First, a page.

The best leaders are the most vulnerable and humble leaders. They may not have started off that way, but what they did learn along the way was that they need to let other people into their world, and they need to be open, transparent, ask for help and admit when they’re stuck.

In our western culture, we often celebrate the individual who has overcome adversity, pulled up his or her bootstraps and made it on their own. I certainly applaud successful people for their effort, discipline, hard work and sacrifices, but we should ask the question – “would there be an easier way than doing it alone?”

Solo ocean crossing or flights around the world make for a great story, but could the person have got there sooner, in better shape, and on an easier path if they would’ve not gone alone?

Leadership reflection point – as a leader are you isolating and insulating yourself? Are you living in an echo chamber of one? If the only voice you hear is your own as you rationalize, justify, and plan your way forward, you will have blind spots. The best leaders step out of the darkness of self-isolation into the light of community.

I don’t know your situation but it’s likely that there are areas in your life where you are trying to do it alone and figure it out yourself. Ask yourself: “Is it working? How do I feel? Is flying solo making the situation worse? Is the solo effort compounding fear, anxiety and possibly even depression?” Humans were designed to live in community, whether it’s a small group, a circle of peers and trusted advisers, or a group of fellow troopers. If you keep waiting until you’ve got it all figured out, you’ll probably be waiting a long time. My suggestion is that you let others in, open up and share what your challenge or opportunity is and grow through support and encouragement from others rather than self-criticism or striving for perfectionism.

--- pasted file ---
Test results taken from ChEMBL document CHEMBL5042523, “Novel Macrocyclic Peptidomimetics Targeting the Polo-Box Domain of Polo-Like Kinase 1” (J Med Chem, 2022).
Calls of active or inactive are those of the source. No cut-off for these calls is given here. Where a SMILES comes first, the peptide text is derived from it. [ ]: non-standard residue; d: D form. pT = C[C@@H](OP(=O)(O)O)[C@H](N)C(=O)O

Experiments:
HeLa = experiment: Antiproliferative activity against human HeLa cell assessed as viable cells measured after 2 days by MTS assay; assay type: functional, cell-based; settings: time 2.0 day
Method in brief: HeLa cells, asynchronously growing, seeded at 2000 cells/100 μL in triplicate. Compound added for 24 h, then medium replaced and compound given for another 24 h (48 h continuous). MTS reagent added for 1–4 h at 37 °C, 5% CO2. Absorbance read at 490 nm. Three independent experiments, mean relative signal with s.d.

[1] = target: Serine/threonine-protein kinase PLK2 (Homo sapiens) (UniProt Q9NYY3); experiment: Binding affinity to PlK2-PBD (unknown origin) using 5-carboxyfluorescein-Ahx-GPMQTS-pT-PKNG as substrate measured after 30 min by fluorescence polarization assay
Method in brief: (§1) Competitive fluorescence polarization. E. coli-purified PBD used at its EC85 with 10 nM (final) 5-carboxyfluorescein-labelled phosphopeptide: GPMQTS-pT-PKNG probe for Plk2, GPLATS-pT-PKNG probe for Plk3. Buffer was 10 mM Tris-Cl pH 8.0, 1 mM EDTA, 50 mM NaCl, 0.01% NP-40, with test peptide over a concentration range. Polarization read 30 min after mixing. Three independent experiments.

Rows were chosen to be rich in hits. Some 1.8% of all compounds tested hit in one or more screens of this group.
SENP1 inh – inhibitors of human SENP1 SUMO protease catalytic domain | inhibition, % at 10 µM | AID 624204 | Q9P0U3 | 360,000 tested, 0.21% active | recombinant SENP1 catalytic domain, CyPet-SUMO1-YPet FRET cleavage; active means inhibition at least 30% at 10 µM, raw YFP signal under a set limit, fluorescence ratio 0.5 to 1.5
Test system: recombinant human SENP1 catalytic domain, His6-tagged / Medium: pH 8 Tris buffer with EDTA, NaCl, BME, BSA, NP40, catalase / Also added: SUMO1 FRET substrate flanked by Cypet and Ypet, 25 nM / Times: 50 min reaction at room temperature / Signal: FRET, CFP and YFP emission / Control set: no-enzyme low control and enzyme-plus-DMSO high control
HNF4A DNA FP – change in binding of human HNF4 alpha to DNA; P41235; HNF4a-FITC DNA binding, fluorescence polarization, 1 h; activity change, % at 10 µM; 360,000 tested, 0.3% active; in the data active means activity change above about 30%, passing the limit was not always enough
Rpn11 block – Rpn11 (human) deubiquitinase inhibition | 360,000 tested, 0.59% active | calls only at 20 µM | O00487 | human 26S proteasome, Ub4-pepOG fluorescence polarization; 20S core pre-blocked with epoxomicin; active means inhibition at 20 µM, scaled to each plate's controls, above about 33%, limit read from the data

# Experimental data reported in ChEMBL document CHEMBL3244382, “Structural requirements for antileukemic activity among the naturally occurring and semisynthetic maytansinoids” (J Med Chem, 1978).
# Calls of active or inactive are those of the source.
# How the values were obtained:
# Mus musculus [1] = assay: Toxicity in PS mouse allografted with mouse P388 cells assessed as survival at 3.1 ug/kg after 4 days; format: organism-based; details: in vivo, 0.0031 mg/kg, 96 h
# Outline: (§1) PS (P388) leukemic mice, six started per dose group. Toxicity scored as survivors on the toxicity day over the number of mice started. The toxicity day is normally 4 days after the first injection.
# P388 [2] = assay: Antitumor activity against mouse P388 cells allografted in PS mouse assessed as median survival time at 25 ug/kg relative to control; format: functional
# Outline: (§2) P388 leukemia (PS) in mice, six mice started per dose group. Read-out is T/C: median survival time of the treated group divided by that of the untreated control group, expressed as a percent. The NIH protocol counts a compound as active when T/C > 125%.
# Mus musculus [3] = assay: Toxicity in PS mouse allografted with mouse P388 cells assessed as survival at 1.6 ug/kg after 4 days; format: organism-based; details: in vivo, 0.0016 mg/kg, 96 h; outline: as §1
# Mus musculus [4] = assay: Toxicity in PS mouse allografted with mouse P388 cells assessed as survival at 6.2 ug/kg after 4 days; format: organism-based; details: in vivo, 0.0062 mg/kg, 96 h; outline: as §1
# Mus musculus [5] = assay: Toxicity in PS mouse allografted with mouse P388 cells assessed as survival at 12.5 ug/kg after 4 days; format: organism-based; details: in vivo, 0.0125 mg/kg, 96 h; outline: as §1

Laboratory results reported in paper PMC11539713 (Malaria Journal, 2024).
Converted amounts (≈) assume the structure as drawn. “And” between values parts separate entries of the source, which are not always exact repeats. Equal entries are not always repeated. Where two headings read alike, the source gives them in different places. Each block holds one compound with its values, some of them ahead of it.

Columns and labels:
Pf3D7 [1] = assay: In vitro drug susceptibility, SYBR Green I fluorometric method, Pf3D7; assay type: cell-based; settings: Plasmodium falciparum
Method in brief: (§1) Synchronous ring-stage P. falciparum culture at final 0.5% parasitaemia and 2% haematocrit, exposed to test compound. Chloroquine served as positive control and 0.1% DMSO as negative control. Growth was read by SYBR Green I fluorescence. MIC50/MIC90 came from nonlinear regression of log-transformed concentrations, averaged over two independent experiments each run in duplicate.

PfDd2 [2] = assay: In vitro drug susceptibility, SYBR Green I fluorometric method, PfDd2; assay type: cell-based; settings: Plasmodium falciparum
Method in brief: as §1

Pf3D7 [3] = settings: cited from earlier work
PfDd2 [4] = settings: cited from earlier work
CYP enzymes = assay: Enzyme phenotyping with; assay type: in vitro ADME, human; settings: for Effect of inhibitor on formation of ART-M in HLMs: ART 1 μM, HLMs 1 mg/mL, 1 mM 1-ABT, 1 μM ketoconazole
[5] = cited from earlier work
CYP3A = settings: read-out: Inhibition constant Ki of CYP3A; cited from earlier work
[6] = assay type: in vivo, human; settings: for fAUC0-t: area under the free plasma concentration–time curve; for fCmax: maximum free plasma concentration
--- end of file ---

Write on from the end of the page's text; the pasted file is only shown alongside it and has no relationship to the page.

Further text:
The path you select will determine the outcome you achieve and who is there to join you on the journey.

“Though one may be overpowered, two can defend themselves. A cord of three strands is not quickly broken” (Ecclesiastes 4:12).